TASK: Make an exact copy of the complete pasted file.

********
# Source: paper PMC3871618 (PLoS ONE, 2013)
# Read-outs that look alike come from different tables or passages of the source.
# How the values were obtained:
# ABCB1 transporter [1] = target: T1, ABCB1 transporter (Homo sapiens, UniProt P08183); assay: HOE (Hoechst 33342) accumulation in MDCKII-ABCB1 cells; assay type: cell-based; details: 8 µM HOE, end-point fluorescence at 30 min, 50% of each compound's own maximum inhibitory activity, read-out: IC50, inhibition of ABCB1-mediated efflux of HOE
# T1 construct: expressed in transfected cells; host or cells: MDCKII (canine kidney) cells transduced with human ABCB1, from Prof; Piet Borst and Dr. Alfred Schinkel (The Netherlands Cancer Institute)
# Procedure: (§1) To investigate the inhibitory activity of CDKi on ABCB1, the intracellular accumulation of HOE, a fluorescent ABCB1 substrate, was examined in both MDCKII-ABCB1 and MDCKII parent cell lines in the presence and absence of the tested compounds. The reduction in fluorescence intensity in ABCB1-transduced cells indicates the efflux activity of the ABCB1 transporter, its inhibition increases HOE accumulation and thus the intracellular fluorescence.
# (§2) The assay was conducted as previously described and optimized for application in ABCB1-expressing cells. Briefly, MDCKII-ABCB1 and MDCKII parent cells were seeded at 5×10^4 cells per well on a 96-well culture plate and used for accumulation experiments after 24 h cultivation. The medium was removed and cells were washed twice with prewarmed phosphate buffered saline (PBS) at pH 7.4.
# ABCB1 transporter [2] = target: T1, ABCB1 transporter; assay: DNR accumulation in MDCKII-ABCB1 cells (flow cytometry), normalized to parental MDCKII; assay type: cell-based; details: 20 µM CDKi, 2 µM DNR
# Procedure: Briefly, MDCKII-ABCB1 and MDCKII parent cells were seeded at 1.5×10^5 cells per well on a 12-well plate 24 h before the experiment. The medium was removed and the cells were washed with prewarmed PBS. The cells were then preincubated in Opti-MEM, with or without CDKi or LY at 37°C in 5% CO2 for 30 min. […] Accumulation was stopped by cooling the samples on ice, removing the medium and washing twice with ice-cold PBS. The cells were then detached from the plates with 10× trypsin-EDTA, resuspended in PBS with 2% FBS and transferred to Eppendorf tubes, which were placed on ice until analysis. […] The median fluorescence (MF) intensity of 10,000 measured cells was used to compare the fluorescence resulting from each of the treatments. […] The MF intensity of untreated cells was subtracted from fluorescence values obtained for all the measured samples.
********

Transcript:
# Source: paper PMC3871618 (PLoS ONE, 2013)
# Read-outs that look alike come from different tables or passages of the source.
# How the values were obtained:
# ABCB1 transporter [1] = target: T1, ABCB1 transporter (Homo sapiens, UniProt P08183); assay: HOE (Hoechst 33342) accumulation in MDCKII-ABCB1 cells; assay type: cell-based; details: 8 µM HOE, end-point fluorescence at 30 min, 50% of each compound's own maximum inhibitory activity, read-out: IC50, inhibition of ABCB1-mediated efflux of HOE
# T1 construct: expressed in transfected cells; host or cells: MDCKII (canine kidney) cells transduced with human ABCB1, from Prof; Piet Borst and Dr. Alfred Schinkel (The Netherlands Cancer Institute)
# Procedure: (§1) To investigate the inhibitory activity of CDKi on ABCB1, the intracellular accumulation of HOE, a fluorescent ABCB1 substrate, was examined in both MDCKII-ABCB1 and MDCKII parent cell lines in the presence and absence of the tested compounds. The reduction in fluorescence intensity in ABCB1-transduced cells indicates the efflux activity of the ABCB1 transporter, its inhibition increases HOE accumulation and thus the intracellular fluorescence.
# (§2) The assay was conducted as previously described and optimized for application in ABCB1-expressing cells. Briefly, MDCKII-ABCB1 and MDCKII parent cells were seeded at 5×10^4 cells per well on a 96-well culture plate and used for accumulation experiments after 24 h cultivation. The medium was removed and cells were washed twice with prewarmed phosphate buffered saline (PBS) at pH 7.4.
# ABCB1 transporter [2] = target: T1, ABCB1 transporter; assay: DNR accumulation in MDCKII-ABCB1 cells (flow cytometry), normalized to parental MDCKII; assay type: cell-based; details: 20 µM CDKi, 2 µM DNR
# Procedure: Briefly, MDCKII-ABCB1 and MDCKII parent cells were seeded at 1.5×10^5 cells per well on a 12-well plate 24 h before the experiment. The medium was removed and the cells were washed with prewarmed PBS. The cells were then preincubated in Opti-MEM, with or without CDKi or LY at 37°C in 5% CO2 for 30 min. […] Accumulation was stopped by cooling the samples on ice, removing the medium and washing twice with ice-cold PBS. The cells were then detached from the plates with 10× trypsin-EDTA, resuspended in PBS with 2% FBS and transferred to Eppendorf tubes, which were placed on ice until analysis. […] The median fluorescence (MF) intensity of 10,000 measured cells was used to compare the fluorescence resulting from each of the treatments. […] The MF intensity of untreated cells was subtracted from fluorescence values obtained for all the measured samples.